NEW YORK -- Five new institutions, including Brown University and the Graduate Theological Union, were named as Posen Grant recipients for the 2006-07 academic year, joining 11 other American universities and colleges that now receive funding through the Posen Project for the study of secular Jewish history and cultures.
Binghamton University, Miami University of Ohio, and Rutgers University will also join the growing program, and each will receive $50,000 per year, for up to three years, towards the development of new courses of study in this area.
"Selections were made on the basis of a strong proposed core course; an understanding of what it means to teach courses in Jewish secularism or secular Jewish culture; scholarship in this area; and the ability to integrate these courses over time and make them permanent," explained Myrna Baron, executive director of the Center for Cultural Judaism, which administers the grants.
Each school proposed a "core" course -- the centerpiece of its application -- that met the criteria established by the Center; the Posen Foundation, which underwrites the grants; and by an academic advisory committee of four professors charged with selecting this year's grantees.
Each institution's "core" course explores a period of rapid secularization that began in the 18th century, after the European Enlightenment. Known as the Haskalah, or Jewish Enlightenment, it marked a dramatic change in intellectual Jewish thought and Jewish life. "Yet students often don't understand its impact unless it is taught as its own discrete subject," Baron said.
The proposals reflect the importance of the effects of secularization, said Baron. The Graduate Theological Union, for instance, proposed a course in "Secular Jewish Thought." Miami University of Ohio conceived a survey of "Secular Jewish Culture from the Enlightenment to Zionism."
The Posen Project began in 2000, and in less than five years, has grown to include 25 institutions in both Israel and the United States. It is expected to double in size over the next few years.
The University of Virginia, which joined the Posen Project in the current academic year, has already seen benefits in and out of the classroom, among students and faculty. "The Posen courses and guest lectures have more than enriched our curriculum at UVA-they have expanded the awareness of our community of learners to include cultural Judaism as a vibrant and diverse heritage, a body of knowledge that is a vital pillar of Jewish Studies," explained Vanessa L. Ochs, University of Virginia's Ida and Nathan Kolodiz Director of Jewish Studies.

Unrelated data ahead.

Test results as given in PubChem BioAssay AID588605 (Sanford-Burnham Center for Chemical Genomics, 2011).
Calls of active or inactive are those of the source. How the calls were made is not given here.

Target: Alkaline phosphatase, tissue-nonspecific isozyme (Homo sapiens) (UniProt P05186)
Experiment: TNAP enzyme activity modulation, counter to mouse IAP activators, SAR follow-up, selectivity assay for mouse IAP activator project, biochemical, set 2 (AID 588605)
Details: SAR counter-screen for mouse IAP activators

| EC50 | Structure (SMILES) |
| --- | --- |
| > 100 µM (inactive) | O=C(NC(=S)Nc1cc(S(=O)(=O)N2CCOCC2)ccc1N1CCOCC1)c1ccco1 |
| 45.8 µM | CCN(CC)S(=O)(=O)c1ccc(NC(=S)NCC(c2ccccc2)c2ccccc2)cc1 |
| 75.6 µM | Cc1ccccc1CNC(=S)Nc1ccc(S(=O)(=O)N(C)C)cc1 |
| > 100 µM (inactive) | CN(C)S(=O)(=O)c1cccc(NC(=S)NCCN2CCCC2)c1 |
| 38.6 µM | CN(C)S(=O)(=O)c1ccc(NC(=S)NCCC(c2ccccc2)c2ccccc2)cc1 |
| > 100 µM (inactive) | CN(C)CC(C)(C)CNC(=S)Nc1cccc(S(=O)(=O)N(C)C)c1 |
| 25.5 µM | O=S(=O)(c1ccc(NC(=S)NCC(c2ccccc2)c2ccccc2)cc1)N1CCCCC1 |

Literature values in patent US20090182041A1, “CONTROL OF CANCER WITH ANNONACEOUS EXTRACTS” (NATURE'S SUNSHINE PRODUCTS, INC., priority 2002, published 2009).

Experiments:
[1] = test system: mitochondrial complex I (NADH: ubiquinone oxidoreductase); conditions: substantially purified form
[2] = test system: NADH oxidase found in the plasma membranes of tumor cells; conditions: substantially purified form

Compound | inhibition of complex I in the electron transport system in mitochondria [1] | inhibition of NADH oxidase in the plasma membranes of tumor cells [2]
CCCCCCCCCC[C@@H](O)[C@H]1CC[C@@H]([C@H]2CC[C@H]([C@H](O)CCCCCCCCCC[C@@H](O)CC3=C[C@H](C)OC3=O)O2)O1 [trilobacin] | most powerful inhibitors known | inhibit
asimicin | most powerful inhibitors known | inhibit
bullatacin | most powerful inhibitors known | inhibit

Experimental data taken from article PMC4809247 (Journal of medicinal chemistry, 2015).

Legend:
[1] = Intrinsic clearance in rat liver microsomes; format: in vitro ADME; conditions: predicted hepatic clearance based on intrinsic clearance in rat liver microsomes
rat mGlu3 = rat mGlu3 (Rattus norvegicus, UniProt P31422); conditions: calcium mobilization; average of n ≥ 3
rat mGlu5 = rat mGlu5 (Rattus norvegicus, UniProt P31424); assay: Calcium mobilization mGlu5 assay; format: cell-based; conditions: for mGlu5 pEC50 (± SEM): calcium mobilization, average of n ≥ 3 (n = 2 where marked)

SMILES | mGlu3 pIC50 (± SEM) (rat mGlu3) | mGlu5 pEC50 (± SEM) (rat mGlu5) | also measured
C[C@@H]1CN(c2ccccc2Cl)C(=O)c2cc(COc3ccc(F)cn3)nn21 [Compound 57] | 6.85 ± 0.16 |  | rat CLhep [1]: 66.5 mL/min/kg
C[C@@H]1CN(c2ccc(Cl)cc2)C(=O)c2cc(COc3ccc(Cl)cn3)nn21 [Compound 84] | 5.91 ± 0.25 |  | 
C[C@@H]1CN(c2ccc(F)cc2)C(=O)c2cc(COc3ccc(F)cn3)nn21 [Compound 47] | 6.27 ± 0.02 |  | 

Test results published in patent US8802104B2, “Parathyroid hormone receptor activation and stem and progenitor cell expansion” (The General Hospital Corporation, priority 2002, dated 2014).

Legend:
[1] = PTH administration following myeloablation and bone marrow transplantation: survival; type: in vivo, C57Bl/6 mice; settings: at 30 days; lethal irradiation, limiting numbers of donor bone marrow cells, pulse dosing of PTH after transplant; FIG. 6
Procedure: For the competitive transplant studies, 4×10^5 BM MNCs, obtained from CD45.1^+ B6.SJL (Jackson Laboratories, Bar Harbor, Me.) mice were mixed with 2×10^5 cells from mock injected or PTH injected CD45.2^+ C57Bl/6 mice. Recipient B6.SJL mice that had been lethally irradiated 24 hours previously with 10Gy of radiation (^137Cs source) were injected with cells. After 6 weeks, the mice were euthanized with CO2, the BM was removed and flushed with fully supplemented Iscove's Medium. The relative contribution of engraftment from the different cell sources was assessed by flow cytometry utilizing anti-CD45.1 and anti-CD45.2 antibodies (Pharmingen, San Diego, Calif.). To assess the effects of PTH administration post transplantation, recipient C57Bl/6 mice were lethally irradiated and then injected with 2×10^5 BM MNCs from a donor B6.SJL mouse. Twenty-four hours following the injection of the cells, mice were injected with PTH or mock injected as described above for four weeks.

Additional recipients of the Posen Project grants include Bard and Dickinson Colleges; University of Albany; University of California - Davis; UCLA; University of Massachusetts - Amherst; University of Michigan; University of Miami; Temple University; and University of Denver, all of whom have developed courses in secularism with the help of Posen grants.
Similar programs are underway in Israel at Haifa University, Tel Aviv University, Ofakim Teachers' Program at Tel Aviv University, Oranim College, the Interdisciplinary Center for Herzliya, Kerem Teachers Training Institute, Lewinsky Teachers College, Achva Hebrew College, and Open University.
Professors from many of the sixteen schools were present at the 2nd Annual Conference on the Teaching of Jewish Secularism in the University, held March 26-27 at the University of Miami Sue and Leonard Miller Center for Contemporary Judaic Studies.
The Center for Cultural Judaism was established in 2003 in response to emerging new insights into American Jewish demography that confirm that the majority of Jews are secular. The Center for Cultural Judaism supports educational programs on behalf of this large, underserved population in North America. Information on the Posen Project and syllabi of courses underway are available online at www.culturaljudaism.org.
Myrna Baron, Executive Director
Center for Cultural Judaism
80 Eighth Avenue, Suite 206
New York, NY 10011